And the winners are … the unions!

And the winners are … the unions!

A Tesla owner charges his vehicle at a charging station in Topeka, Kansas, in April 2021.  President Joe Biden and Democrats in Congress are looking to give U.S. automakers with union employees the inside track on the burgeoning EV market. (AP Photo/Orlin Wagner)

And the winners are … the unions!

President Joe Biden wants to boost union-made electric vehicles – but not everyone likes his approach.

The $1.85 trillion spending package Democrats are trying to pass through Congress includes a $7,500 tax credit for consumers who purchase electric vehicles through 2026. The following year, only purchases of electric vehicles made in the U.S. qualify for the credit. Meanwhile, the base credit goes up by $4,500 if the vehicle is made at a U.S. plant that is unionized. Only auto plants owned by General Motors, Ford, and Stellantis NV currently qualify.

American Family News spoke with Mark Mix, president of National Right to Work Committee, to get his take on the plan.

Mix, Mark (NRTWC) Mix

"This is just another example of the government picking winners and losers with taxpayer money – and unfortunately, the winners here are union officials who, in the 23 states that don't have Right to Work laws, get to force workers to pay union dues or fees in order to work," said Mix.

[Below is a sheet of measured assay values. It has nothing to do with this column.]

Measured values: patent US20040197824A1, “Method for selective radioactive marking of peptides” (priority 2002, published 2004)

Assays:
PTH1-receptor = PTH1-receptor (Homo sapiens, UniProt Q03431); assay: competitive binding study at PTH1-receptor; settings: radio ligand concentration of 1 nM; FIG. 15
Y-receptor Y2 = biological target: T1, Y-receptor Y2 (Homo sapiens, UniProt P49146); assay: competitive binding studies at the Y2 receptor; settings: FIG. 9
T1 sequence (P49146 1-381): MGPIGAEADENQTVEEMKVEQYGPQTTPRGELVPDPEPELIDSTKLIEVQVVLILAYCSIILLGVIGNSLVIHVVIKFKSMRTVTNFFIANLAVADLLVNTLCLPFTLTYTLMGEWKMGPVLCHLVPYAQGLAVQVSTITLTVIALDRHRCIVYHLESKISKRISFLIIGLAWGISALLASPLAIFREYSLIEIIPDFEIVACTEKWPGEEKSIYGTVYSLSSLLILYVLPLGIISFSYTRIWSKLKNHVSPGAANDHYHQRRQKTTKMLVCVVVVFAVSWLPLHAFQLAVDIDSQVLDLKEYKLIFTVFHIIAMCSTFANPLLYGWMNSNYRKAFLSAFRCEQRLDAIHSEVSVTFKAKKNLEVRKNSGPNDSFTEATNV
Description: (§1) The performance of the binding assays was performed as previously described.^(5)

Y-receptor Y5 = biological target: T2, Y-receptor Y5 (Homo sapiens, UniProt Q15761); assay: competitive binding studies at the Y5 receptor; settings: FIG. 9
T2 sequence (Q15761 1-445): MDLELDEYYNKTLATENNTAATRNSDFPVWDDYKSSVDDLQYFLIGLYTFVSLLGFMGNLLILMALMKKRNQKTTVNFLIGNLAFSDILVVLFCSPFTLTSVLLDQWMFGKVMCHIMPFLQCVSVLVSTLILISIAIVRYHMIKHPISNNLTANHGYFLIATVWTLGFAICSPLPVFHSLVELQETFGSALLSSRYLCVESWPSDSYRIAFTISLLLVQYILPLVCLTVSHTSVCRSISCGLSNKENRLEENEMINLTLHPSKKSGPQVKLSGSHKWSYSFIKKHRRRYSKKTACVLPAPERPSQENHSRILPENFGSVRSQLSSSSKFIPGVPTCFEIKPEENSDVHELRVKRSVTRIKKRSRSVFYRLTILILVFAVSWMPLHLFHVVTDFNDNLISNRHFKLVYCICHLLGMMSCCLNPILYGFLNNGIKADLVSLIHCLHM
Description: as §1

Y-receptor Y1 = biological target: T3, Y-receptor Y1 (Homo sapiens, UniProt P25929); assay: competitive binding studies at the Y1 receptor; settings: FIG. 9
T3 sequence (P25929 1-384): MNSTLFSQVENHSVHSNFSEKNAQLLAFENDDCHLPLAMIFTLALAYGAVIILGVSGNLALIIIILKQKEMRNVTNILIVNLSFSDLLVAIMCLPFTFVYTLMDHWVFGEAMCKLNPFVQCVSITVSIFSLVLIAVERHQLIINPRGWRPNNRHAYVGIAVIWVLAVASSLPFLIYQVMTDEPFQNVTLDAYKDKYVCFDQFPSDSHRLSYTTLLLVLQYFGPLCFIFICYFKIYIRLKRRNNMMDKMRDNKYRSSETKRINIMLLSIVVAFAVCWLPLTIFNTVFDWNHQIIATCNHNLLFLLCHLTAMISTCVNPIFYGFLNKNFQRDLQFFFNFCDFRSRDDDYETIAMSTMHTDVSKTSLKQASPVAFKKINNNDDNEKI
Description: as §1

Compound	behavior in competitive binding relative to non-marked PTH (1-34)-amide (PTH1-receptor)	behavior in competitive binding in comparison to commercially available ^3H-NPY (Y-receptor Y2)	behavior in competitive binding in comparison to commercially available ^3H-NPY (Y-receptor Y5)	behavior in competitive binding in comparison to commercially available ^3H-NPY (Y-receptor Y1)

"So, the notion that we've come to the point where special-interest constituencies can have the influence that they have on the president and have taxpayers pay $4,500 additionally for someone to purchase a union-made electric vehicle is outrageous."

Similarly, some Republican senators are not having it.

"There's nothing about a union-made electric vehicle that makes it greener than a non-union vehicle, so it just seems pretty obvious it's funneling money to supporters. I think it's shameful," said Senator John Cornyn (R-Texas), whose state was selected by Tesla for a manufacturing plant as well as for its new corporate headquarters.

"It's a terrible idea," said Senator Roger Wicker (R-Mississippi), whose state is home to Nissan and Toyota plants. "It just strikes me as a blatant gift to a political friend. I don't see any other way to look at it. It's an obvious payoff."

"Senator Cornyn and Senator Wicker – those who are objecting to this, and those in the Right to Work states who object to it – make a whole lot of sense," Mix added. "Because the idea that taxpayers foot the bill for special privileges that union officials are given is really outrageous."

It's no secret that President Biden is a fan of unions. The president often speaks of "good paying union jobs" – and he also nominated former union leader Marty Walsh to be his secretary of the Department of Labor.